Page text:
Bone loss prevention in ovariectomized rats using stable amorphous calcium carbonate


Galit Shaltiel, Elad Bar-David, Oren E. Meiron, Eitan Waltman, Assaf Shechter, Eliahu D. Aflalo, David Stepensky, Amir Berman, Berdine R. Martin, Connie M. Weaver, Amir Sagi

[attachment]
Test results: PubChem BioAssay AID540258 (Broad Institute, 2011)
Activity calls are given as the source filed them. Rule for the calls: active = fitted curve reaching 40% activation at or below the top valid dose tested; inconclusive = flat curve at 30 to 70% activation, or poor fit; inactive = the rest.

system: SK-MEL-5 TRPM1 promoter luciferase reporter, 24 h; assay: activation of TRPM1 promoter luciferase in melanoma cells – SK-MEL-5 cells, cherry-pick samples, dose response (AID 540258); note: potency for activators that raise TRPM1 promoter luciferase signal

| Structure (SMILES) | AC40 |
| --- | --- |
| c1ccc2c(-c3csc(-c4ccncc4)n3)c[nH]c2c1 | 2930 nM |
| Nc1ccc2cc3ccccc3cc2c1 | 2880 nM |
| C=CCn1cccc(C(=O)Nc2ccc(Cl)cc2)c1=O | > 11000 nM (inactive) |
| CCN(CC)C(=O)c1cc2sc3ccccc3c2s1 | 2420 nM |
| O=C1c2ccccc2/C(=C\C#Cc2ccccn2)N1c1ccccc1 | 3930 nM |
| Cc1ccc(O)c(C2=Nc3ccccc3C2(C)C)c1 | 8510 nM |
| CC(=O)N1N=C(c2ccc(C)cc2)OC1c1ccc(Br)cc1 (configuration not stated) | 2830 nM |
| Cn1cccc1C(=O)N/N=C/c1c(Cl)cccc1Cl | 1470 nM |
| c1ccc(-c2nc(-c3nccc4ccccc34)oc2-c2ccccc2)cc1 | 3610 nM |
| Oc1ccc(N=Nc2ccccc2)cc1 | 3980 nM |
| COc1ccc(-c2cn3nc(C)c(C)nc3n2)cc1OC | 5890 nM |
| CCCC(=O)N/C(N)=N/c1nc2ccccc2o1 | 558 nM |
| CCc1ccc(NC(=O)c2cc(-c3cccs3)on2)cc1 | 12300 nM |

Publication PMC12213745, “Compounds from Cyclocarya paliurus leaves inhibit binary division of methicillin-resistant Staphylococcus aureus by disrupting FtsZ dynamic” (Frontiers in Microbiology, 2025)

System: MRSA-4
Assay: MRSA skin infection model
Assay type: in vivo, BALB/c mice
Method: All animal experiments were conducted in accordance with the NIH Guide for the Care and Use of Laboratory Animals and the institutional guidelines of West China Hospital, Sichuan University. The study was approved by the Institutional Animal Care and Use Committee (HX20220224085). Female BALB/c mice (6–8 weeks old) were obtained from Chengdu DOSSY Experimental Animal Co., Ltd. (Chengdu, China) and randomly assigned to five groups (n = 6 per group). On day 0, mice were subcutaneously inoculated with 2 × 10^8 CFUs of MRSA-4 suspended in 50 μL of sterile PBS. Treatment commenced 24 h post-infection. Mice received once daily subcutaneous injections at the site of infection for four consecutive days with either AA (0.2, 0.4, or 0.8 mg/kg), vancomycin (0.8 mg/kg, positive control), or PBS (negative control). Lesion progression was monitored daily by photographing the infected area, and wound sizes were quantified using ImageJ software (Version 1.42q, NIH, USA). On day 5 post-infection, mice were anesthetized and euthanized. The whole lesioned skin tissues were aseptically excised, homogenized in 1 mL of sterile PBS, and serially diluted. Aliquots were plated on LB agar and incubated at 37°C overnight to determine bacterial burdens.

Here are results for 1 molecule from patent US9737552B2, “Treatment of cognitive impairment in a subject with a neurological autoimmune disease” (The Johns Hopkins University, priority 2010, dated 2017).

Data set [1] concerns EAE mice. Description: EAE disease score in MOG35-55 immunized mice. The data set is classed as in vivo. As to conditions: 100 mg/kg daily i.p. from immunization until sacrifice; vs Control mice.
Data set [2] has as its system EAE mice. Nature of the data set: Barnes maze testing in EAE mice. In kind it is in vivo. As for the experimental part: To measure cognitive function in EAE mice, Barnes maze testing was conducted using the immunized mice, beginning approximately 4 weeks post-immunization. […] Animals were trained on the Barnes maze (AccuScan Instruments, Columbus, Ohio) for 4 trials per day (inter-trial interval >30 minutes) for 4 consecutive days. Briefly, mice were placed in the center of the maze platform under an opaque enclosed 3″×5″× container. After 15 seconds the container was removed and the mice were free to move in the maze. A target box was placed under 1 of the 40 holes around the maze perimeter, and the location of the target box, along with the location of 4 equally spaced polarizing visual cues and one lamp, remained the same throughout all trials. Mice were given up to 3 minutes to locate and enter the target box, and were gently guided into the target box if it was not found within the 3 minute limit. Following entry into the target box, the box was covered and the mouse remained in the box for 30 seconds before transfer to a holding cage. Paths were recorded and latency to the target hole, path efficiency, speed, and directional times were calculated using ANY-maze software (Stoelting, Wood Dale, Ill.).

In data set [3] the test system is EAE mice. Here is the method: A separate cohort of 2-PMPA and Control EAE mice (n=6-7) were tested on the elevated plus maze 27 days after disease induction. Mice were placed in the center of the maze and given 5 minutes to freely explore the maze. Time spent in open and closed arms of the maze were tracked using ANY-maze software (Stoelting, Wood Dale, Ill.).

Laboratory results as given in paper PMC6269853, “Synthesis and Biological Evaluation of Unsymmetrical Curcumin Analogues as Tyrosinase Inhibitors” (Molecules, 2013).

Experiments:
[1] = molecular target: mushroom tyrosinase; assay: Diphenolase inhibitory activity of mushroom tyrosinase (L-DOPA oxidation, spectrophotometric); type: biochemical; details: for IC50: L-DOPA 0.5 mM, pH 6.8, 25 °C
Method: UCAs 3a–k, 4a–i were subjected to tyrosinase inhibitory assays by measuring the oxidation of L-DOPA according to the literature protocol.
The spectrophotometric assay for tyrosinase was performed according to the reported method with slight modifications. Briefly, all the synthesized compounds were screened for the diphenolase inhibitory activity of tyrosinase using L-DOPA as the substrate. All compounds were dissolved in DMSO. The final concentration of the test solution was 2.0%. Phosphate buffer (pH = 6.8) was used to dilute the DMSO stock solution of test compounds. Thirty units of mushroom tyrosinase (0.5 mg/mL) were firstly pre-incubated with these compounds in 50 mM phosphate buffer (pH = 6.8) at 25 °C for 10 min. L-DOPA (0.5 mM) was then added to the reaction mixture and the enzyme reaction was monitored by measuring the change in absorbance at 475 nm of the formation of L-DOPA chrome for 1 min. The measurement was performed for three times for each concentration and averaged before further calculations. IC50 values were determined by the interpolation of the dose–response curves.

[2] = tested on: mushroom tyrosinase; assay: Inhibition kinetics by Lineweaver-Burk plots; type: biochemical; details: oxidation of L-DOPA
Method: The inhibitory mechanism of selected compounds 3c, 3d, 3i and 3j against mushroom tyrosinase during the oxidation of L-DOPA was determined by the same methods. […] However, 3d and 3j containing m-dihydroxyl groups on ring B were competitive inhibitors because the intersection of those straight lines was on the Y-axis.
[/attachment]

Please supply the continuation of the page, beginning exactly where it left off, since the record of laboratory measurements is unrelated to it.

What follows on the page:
In assessing the relationship between calcium supplementation and maintaining bone mass or reducing the risk of fracture, the effectiveness of calcium supplementation has never been decisive. Freshwater crayfish rely on amorphous calcium carbonate (ACC), an instable polymorph of calcium carbonate, as the main mineral in the exoskeleton and in the temporary storage organ, the gastrolith. Inspired by the crayfish model, we have previously shown an increase in calcium bioavailability in rats administered with synthetic stable ACC vs. crystalline calcium carbonate (CCC). The current study compared the effects of amorphous calcium derived from either gastrolith or synthetic ACC with those of crystalline calcium, found in commercial CCC or calciumcitrate supplements, in a bone loss prevention model. Rats were subjected to either sham or ovariectomy (OVX) operation (n~20/ group) followed by administration of food pellets supplemented with 0.5% calcium from either source over 12 weeks. Micro-computed tomography (μCT) and histomorphometric analyses revealed bone loss prevention by both gastrolith and ACC treatments, manifested by an increase in morphometric bone parameters, compared to both CCC- and calcium citrate-treated groups. Both gastrolith and ACC treatments resulted in bone formation in the tibia cancellous bone, indicated by dynamic histomorphometry parameters, compared to either the CCC or calcium citrate treatments. Levels of urine deoxypyridinoline (DPD), suggested an anti-resorptive effect of ACC, which was also the only treatment that led to a significant increase in vertebral mechanical strength, as supported by μCT analysis of topology and orientation parameters of the vertebral trabeculae. To our knowledge, such levels of bone loss prevention by calcium supplements have never been reported. These findings thus suggest the potential of both natural (crayfish gastrolith) and, to a greater extent, synthetic ACC sources for the prevention of metabolic bone disorders and possibly of osteoporotic processes.

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